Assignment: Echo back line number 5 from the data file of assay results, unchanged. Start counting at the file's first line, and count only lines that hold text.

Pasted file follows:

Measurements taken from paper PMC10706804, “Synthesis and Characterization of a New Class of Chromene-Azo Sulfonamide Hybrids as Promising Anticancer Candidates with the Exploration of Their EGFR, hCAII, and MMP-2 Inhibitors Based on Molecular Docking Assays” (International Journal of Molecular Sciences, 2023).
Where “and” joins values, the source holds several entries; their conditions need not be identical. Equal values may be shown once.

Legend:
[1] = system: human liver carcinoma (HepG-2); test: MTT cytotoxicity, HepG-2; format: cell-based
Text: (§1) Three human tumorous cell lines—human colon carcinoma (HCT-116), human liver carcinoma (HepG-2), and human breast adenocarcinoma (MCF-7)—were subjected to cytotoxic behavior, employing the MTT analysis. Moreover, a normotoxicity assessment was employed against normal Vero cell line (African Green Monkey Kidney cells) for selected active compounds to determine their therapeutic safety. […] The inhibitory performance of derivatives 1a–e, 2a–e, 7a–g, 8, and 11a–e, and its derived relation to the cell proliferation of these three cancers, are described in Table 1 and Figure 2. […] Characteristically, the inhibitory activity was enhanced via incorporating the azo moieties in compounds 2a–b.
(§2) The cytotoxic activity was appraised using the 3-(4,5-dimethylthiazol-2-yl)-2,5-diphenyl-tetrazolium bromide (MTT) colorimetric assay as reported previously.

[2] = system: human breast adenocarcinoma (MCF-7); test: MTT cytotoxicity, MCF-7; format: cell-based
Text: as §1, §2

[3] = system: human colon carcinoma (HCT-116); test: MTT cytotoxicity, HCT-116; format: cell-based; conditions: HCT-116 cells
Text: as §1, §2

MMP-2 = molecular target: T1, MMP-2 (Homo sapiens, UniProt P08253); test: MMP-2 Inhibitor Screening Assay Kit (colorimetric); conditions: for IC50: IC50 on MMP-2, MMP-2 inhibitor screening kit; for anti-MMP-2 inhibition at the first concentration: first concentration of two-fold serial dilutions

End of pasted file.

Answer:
Text: (§1) Three human tumorous cell lines—human colon carcinoma (HCT-116), human liver carcinoma (HepG-2), and human breast adenocarcinoma (MCF-7)—were subjected to cytotoxic behavior, employing the MTT analysis. Moreover, a normotoxicity assessment was employed against normal Vero cell line (African Green Monkey Kidney cells) for selected active compounds to determine their therapeutic safety. […] The inhibitory performance of derivatives 1a–e, 2a–e, 7a–g, 8, and 11a–e, and its derived relation to the cell proliferation of these three cancers, are described in Table 1 and Figure 2. […] Characteristically, the inhibitory activity was enhanced via incorporating the azo moieties in compounds 2a–b.